kas long been considered a gi-eat desideratum by manufactm-ers of hai-dware ; this object

all

|

;

I

1

as to produce a smooth and even enamel, capaV>le of withstanding the efifects of the atmosphere,

Messrs. Walton The attained.

&

Co.

A Flowf.r-holdee, manufactured hy Mr. BalLENY, of Birmingham, in well and appropriately designed ; the cup exhibits grapes and leaves of the vine, the stem of which is twi&ted into a handle.

seem to have successfully shown are covered with

ai-ticles

A Carriage-Lamp, contributed by Messrs. Hallilabke, Aldebert, & Co., of London, forma the subject of the annexed engraving. It is made of the finest and most massive glass, beau-

two kinds of enamel

I

purposes

|

is

that intended for better ; of a pure white colom-, that upon

more common goods

is black, and is applied to coat the articles both inside and out. It is less

tifully cut

expensive, and

is

equally effective and durable

;

I

the ooutributions of this firm are very attractive.

?0

and

set in silver

;

it

is,

altogether,

one of the richest and most cretht^ible specimens of such articles we remember to have seen.


THE INDrSTRT OF ALL NATIONS A piece of Silk, contributed by the Committee of the Spitalfields School of Design, shows

much beauty

of pattern, which is composed of groups of flowers, with fern leaves and trails

A Beehive, designed by Mr. W. Wilson, of Berwickupon-Tweed, ejihibits a novel and good form, applied to a

common

object: one that might be made an ornament to It is the work of a highly ingenious artisan.

the garden.

of ivy it is designed by the present assistantmaster, Mr. Browii, who was a pupil of the school. ;

|

We introduce here a Hall Stove, manufactured by M. H. C.

Graamans, of Rotterdam possesses nothing new in its shape, but the ornamentation is in good taste, and stands out in bold relief from the flat. The Dutch have long been celebrated for it

their decorative furniture of every description much of their carsed work finds its to England, and several contributions in this style will be found in the ISxhibition. ;

way

100

;


ART-JOURNAL ILLUSTRATED CATALOGUE The Vase beneath, and the Fan-lioht,

The

engi-aving that follows is a portion of a elegant CarpjiT, contributed by Messrs. White, So^j, & Co., of Loudon. The pattern uf

very

designer of no common kind nor wiU the pattei-n of the inner border fail to attract the attention of ;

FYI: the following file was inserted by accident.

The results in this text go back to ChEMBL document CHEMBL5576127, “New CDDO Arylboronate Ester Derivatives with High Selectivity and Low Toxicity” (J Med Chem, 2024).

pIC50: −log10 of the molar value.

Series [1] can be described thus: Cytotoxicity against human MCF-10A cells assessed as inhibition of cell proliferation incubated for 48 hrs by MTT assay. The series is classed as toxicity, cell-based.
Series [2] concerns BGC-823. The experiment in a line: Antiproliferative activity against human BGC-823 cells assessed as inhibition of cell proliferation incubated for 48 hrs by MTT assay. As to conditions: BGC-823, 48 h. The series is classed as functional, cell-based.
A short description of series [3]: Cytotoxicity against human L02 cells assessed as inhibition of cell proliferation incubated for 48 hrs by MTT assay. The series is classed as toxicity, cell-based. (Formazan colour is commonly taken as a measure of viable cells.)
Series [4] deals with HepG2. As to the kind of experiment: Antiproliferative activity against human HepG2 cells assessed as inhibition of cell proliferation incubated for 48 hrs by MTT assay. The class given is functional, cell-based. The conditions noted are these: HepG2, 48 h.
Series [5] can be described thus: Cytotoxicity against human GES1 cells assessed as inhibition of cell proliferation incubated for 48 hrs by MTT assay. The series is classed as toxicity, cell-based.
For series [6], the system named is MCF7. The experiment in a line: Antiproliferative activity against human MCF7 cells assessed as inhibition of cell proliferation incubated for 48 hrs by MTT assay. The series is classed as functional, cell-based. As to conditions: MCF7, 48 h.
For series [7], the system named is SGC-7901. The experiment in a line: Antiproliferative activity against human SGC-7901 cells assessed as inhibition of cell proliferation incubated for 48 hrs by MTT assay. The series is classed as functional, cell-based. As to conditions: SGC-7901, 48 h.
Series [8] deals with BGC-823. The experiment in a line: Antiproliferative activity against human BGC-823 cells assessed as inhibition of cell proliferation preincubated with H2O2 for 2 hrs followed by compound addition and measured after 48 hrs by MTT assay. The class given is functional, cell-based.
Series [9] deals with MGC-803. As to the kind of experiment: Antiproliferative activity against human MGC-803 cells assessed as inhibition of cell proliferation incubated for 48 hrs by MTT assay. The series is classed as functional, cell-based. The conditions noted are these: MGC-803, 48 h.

the Frenc}i term it, the Oeil de Bmif, commencing the next column, are made of white terra-cotta, by M. Gaunaiu), Jun., of Paris. The former is of considerable size, presenting an agreeable adaptation of somewhat novel ornament to an antiijue form. The fau-liglit is, of course, intended to

or, as

'

the groimd consists of a few well-arranged sprigs, and is, accordingly, very simple but the centre, tlie cornei-s, and the border present features of

mirmount a doorway it is about five feet in width, hy throe feet and a half in heiglit The material iH very duraljle, and posisesses the !ul vantage of being far cheaper than stone, to which it ;

bears a strong resemblance it is much used in Parin for all kindu of architectural decoration. ;

i

;

who estimate purity of character in ornamental work. This design emanates from Messrs. White

all

101

;

great boldness and beauty. The wreaths of flowers on the la.st portion, and the .shells and scroll-work on the comers, exhibit taste in the

Co., wbo are, consequently, its proprietors they e^ibit several other excellent productions. 1^


THE INDUSTEY OF ALL NATIONS. A fine damask linen Table-Cloth, manufactured by Messrs. Hunt and Son, of Dunfermline, It was made expressly for the is here introduced. useof Her Majesty when sojourning at her home in

On

this

page

we

exhibit

another

of the

Ribbons manufactured by Messrs. Cox, of London and Coventry. Tlinse wlio are acquainted

,

j

the Highlands, and is, therefore, most appropriately adorned in the centre with a view of the Castle of Balmoral. The borders present illustrations applicable to the healthy and manly amuse-

with the ancient and venerable city are well aware of the immense advances they have made of late years, not only in desipm, to which we

102

ments pursued by Prince Albert and the

visitors

to the Royal residence, especially that of deer-stalking, and the spaces are filled with some of the

natural productions of the mountain and the glen.

believe the Government school has very largely contributed, but in the study and application of cciloiirs, and especially in the process of dyeing, j


AUT-JOURNAL ILLUSTRATED CATALOGUE Jlr. Blakelt, of Norwich, contributes some splendid Shawls, woven expressly for the Exlii-

workmanship.

Normch

has long been famous

Our space does not permit us to enlarge upon the beauty and merits of those we have

here engraved it must Buffice to say they are of the very best order of design, material, and"

bition.

for this description of

manufacture

;

it will

lose

;

|